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  1. #11
    Senior Member Perkolady's Avatar
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    Thanks, Stoikurt,

    I'm still trying to figure all this stuff out

    I can see how it would be difficult, having to move that pad out of the way to exit...


    Perk

  2. #12
    Member Hangman's Avatar
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    i use my hh super shelter with the nest under everything else. wat better than a pad in the hammock. takes a few extra seconds getting in and out as you push everything over to the side. only had a chance to try in the 20"s so far. as soon as temps get colder here i will post some more results. going on an ovrnighter either thurs or friday this week but only supposed to be in the upper 20's at night. i was hoping for the teens.

  3. #13
    Senior Member stoikurt's Avatar
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    Last night only got to 42 degrees. I only had my Nest under my HH and my sleeping bag on top as a quilt. It was a little cool on my upper back and on the sides. When I got up for a nature break I tightened the Nest at the head end and that eliminated the cool back. JRB advises that you don't stake out the sides in cooler weather, so I unstaked the side on the head end and it allowed the side to close in on me more and eliminated to cool side. But I still had to get inside my bag because the HH doesn't wrap around you like a Speer type hammock so the material gets chilled. No problem on the foot end as I am a very hot footed sleeper and even have to uncover them on most nights.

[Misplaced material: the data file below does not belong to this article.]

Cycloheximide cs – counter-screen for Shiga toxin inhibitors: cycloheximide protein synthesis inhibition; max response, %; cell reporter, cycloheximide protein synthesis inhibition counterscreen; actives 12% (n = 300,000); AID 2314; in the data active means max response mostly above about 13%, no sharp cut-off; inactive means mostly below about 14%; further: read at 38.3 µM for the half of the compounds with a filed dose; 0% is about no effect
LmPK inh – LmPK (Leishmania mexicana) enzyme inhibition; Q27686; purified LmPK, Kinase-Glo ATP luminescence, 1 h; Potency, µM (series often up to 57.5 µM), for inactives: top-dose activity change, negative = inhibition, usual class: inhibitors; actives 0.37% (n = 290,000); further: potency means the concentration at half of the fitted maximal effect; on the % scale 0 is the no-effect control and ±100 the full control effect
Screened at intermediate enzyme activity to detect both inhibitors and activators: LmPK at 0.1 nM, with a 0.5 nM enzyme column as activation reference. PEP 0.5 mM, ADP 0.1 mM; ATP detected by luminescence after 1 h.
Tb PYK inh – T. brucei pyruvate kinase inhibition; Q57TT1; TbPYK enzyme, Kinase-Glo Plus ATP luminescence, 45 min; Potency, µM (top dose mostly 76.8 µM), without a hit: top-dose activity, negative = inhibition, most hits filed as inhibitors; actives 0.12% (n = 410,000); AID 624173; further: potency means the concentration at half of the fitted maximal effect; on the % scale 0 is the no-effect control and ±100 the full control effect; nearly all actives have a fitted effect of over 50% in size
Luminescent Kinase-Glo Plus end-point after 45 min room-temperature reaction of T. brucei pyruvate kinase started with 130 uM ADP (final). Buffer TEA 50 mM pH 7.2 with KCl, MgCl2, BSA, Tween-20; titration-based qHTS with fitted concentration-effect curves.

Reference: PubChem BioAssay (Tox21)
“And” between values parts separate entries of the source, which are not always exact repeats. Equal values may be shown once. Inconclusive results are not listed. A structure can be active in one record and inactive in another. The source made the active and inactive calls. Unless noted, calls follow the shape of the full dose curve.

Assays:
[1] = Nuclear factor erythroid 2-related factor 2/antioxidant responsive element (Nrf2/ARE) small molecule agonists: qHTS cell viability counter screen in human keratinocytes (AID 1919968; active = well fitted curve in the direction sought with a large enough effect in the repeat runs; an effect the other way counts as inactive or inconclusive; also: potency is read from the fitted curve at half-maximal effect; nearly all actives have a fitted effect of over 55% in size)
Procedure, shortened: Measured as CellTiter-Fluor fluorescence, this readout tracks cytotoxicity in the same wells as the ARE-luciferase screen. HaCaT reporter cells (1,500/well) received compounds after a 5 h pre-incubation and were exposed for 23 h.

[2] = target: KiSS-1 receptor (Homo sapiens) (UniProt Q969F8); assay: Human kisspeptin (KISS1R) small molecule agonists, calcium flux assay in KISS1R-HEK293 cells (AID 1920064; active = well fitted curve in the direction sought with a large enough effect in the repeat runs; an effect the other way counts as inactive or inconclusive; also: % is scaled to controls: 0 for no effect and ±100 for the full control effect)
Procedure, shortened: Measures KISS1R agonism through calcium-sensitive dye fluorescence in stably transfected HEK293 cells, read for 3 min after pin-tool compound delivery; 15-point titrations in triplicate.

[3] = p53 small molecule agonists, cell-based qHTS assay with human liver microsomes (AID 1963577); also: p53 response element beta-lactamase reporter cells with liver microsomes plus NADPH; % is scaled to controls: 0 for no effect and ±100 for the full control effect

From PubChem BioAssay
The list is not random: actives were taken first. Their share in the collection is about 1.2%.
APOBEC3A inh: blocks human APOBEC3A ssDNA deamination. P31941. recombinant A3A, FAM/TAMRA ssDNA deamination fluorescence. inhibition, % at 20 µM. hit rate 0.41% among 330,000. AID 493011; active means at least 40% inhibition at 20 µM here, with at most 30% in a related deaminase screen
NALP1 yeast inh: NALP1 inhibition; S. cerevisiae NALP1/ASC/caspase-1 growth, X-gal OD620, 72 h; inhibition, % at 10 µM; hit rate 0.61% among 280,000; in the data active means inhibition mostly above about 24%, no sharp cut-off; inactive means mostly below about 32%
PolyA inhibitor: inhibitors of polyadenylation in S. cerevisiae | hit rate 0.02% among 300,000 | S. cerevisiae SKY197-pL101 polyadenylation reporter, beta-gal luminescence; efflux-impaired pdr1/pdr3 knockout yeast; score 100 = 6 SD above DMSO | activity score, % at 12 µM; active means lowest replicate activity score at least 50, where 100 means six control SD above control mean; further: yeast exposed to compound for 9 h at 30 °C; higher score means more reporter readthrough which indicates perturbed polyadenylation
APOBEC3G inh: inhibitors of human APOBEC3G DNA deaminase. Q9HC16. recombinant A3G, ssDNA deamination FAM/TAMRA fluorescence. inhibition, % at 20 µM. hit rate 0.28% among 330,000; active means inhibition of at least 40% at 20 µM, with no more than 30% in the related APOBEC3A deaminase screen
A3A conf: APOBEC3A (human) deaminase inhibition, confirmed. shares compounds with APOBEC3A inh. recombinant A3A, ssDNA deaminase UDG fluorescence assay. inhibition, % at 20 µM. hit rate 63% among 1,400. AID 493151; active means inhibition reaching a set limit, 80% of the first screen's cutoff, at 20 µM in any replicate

Next, I'll try the undercover between the Nest and the HH.
    Stoikurt
    "Work to Live...Don't Live to Work!"

  4. #14
    New Member n2o2diver's Avatar
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    Think we kinda hijacked this thread.

    I like the review, how do you compare it to the SS.

    I'm starting to think I'm some kind of freak, I have yet to get cold at all. I have been using my SS down to 30 degrees with a pretty stiff 10-20 knot wind with no problems. I wear pretty light weight polypro undergarments, socks and a hat. I use the cheapest CW (camping world) $14 sleeping bag rate at 40 degrees and slip a walmart space blanket on top of the underpad. Maybe I am a really warm sleeper.

    I would like a new bag or quilt for weight and space savings but I'm worried I'll spend $250 and not be as comfortable as I am now. I don't think my synthetic bag compresses very much under me. Will a quilt be as warm???

    Thanks
    Mac

  5. #15
    slowhike's Avatar
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    [QUOTE=.
    I would like a new bag or quilt for weight and space savings but I'm worried I'll spend $250 and not be as comfortable as I am now. I don't think my synthetic bag compresses very much under me. Will a quilt be as warm???

    Thanks
    Mac[/QUOTE]

    no need to spend much cash to try a quilt. make one from a cheap sleeping bag.
    i've made several that way... although they weren't necessarily the cheapest bags... just a light down bag i got on sale for about $90.00.
    but you could use most any bag to make a quilt & see how you like it.
    don`t leave the CREATOR out of the creation!

  6. #16
    New Member n2o2diver's Avatar
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    nuts, bolts, metal, wire, or wood I'm pretty good with.

    Making things with fabric, won't even pretend I would know where to start. If I even cut the tag out of a shirt the whole thing unravels. Don't think I could bring myself to cutting up a $100 sleeping bag.

  7. #17
    slowhike's Avatar
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    the simplest method to convert a sleeping bag to quilt is to remove the zipper by simply cutting the material that the zipper teeth are made onto.
    just cut right beside the teeth, being careful to keep the rest of the bag (shell & liner) out of the scissors.
    you could always use an old bag that you don't use anymore. or buy a cheap one.
    don`t leave the CREATOR out of the creation!

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